Last week I installed Ubuntu Linux onto my 12 year old nephew’s laptop. He’d pestered me to do it for a while and this time when he came to visit he brought his laptop with him so I could get it working in ways that Windows never could.
He wanted his laptop to work faster than it was with Windows and for all its hardware to work.
Previously, we had to re-install Windows after it had become sluggish through software installation, removal, re-installation… As usual, Windows failed to install some of his laptop’s hardware. Most importantly to my nephew, Windows failed to install his sound card drivers so his game and multimedia usage enjoyment dropped to zero.
He had used Linux on my computer and loved it. His favourite part of Linux is all the free games and the ease with which they are installed. So, back to the beginning point of this article, I had a lovely time installing Linux on his laptop (took an hour to install and 3 days to get his laptop’s WiFi kill switch disabled – I’ll explain how to do that in another post).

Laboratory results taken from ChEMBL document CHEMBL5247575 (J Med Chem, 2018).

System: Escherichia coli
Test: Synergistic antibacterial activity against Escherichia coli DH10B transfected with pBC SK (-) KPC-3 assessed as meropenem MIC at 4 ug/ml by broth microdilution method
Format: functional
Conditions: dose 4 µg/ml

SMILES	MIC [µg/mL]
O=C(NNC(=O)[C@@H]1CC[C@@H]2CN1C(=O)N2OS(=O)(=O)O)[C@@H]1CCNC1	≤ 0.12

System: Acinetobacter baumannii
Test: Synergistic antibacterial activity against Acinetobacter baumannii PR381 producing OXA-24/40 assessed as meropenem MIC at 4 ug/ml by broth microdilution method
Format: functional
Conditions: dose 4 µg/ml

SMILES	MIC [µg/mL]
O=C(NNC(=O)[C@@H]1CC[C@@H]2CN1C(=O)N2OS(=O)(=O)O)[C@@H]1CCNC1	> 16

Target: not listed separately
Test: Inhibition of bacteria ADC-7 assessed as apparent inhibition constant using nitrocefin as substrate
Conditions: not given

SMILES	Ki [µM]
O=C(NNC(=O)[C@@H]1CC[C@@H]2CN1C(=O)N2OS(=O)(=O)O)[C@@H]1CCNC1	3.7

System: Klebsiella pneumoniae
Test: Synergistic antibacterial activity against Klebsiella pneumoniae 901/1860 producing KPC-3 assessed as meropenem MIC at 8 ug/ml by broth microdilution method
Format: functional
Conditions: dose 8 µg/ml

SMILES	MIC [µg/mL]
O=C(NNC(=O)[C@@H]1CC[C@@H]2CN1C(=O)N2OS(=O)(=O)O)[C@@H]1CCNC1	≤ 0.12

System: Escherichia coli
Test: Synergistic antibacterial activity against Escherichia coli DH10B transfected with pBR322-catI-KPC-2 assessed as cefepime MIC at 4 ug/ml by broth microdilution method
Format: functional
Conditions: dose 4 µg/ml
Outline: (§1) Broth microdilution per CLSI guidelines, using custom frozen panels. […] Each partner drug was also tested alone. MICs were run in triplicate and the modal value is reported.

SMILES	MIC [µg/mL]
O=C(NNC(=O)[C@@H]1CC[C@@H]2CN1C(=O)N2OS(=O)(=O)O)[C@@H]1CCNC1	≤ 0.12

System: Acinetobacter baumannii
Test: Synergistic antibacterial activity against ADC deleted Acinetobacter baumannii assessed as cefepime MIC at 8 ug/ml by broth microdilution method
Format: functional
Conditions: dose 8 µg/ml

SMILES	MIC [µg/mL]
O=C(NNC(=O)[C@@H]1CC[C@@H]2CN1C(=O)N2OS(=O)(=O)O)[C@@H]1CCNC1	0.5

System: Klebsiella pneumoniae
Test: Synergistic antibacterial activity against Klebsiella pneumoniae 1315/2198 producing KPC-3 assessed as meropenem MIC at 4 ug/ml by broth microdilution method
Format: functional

So, armed with his new Linux laptop, he logged into his favourite Facebook games and asked me how he could install Cheat Engine.
I explained how to use scanmem and Game Conqueror but neither programs suited his purpose.
So that spurred me to this article – How to Install windows Games and Apps into Linux.
Most Linux users, and I’m guessing you’re one of us, are aware of Wine, the non-emulator that enables Linux users to install Windows software without having to duel boot with Windows. But are you aware of our other options:
- We can install a full version of Windows within Linux by using VirtualBox or similar virtual machine software (full guide here);
- We can install Wine derivatives like CrossOver and Cedega; and
- We can use other applications such as winetricks, wisotool and PlayOnLinux to manage Wine and to ease Windows software installation;